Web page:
Monday, January 12, 2015

Wavy raised circles


The first piece that I'm going to attempt for the Bead Journal Project this year is some wavy raised circles.  These probably have a more technical name, but I don't know what it is.  If you're a math-geometry person, will you please let me know? [Note: my friend Paul Bishop tells me that the shape of this form is called a hyperbolic paraboloid!  Thank you, Paul.]

The shape at the top of the post is my successful sample.  There were a few that weren't really successful until I figured out how exaggerated to make the shapes.  What I finally found that worked best for me was to cut the outsides as circles and both insides as long identical ovals.  The placement of the inner cut doesn't have to be precise, but the actual size must be exact.


I know they don't look like circles in this shot, but that's just because I took it on an angle.  Trust me, the outsides are circles, the insides are identical ovals.  I used felt, and each piece was backed with a stiffer piece of black felt before I cut them out.



Taking the first shape, I marked top, bottom, and sides of the oval with a bit of thread.




I did the same with the second shape, but before marking it, I stitched a back stitch row of size 11/0 seed beads around the inner cut.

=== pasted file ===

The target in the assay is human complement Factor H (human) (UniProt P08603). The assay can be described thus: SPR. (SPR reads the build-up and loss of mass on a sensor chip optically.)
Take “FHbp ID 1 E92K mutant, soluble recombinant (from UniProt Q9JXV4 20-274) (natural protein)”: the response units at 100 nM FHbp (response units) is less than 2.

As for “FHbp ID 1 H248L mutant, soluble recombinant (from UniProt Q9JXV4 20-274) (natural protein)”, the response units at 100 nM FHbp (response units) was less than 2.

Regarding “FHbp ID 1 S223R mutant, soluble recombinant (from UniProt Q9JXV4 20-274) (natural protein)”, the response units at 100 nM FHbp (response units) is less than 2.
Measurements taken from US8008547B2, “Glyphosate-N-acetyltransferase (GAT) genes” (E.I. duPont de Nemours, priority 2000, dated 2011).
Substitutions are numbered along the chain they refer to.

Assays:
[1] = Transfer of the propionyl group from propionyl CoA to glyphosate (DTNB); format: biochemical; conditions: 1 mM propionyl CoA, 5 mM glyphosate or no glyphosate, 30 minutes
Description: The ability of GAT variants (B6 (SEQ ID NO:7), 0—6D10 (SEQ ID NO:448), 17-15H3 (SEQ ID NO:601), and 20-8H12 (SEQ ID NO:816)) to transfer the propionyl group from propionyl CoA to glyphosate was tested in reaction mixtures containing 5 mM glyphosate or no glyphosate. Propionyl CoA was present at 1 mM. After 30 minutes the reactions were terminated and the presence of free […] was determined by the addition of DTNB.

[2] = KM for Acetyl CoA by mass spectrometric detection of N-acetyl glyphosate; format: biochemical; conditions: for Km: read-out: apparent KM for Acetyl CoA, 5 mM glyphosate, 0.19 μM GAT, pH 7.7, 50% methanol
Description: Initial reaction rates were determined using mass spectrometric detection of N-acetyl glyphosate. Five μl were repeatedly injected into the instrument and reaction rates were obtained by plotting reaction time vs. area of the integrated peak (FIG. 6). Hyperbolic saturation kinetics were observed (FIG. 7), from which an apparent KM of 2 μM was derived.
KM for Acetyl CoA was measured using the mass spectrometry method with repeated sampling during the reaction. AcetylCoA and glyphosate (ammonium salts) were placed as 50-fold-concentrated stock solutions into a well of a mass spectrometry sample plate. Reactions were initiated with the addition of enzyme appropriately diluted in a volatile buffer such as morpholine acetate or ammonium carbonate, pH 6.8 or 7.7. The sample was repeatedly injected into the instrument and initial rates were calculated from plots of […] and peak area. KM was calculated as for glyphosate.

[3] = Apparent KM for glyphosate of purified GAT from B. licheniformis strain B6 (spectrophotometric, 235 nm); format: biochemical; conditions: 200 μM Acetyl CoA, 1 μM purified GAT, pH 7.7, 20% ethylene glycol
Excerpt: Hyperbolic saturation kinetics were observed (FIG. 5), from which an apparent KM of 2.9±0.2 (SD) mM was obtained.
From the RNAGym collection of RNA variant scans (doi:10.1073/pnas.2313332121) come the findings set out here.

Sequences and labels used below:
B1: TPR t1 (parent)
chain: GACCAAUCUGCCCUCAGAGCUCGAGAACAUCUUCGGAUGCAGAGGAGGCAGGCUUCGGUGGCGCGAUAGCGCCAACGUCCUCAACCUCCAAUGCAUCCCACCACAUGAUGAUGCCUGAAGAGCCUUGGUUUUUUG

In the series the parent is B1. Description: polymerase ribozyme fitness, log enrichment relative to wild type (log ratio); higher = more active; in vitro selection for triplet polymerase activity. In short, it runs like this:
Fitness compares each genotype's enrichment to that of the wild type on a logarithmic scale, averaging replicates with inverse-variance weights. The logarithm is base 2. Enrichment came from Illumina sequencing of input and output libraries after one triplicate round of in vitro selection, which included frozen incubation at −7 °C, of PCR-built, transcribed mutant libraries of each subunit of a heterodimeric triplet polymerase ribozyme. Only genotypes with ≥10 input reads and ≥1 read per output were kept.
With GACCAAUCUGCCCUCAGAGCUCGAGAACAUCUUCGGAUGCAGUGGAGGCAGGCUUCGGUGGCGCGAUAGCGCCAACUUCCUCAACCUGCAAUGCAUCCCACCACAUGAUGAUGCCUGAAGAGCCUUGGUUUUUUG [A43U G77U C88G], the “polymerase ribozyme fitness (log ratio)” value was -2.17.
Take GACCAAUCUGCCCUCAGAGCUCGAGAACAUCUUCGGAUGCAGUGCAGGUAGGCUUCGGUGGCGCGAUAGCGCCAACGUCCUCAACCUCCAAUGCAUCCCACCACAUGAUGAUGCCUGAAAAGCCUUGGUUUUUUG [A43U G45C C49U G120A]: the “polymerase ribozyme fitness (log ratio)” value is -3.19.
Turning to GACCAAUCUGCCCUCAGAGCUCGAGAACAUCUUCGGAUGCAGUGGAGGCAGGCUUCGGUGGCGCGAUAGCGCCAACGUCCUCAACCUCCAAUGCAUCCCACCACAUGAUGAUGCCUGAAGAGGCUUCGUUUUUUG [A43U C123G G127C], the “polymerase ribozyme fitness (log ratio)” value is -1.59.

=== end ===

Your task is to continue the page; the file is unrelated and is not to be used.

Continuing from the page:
In order to assemble the wavy raised circle, the top piece is rotated 90 degrees, so that the ovals are oriented in different directions.  Matching the threads, stitch the pieces together around the inner oval.  Lots of pins will help.  It gets a bit tricky, but take your time and try not to stretch the felt.  Make sure each mark lines up, and this is what you will get:


Pretty cool, huh?  I hope to have this finished by the end of the month, and I'll share the rest of the tutorial and how I decorated it with you!


Copyright 2015 Cyndi Lavin. All rights reserved. Not to be reprinted, resold, or redistributed for profit. May be printed out for personal use or distributed electronically provided that entire file, including this notice, remains intact.

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6 comments:

Robbie said...

OK, this is a post I will have to read and reread...how cool!!!!! Can't wait to see your entire process to completion!!!

Marj said...

This looks interesting, can't wait to see what you do with it

Paul Bishop said...

That wavy resulting shape has the layman's tern "saddle" in math circles. It's the graph of a specific set of equations in three dimensions. I'll see if I can find the technical term.

Cyndi L said...

Thank you, Paul. There's something called a D Form, which you probably know about...I'm not sure if these are related or not. They're almost like an inside out d form...

wpaulbishop said...

The saddle form is called a hyperbolic paraboloid. In 3D equations, the simple form is z = x^2 - y^2. An edible example would be a Pringle. This equation only covers two cycles of maximum and minimum. I'm not sure what the others would be to create more ruffles around a central point.

Cyndi L said...

A hyperbolic paraboloid! Well, that is just too cool...thank you so much, Paul :-) I'm off to google it...

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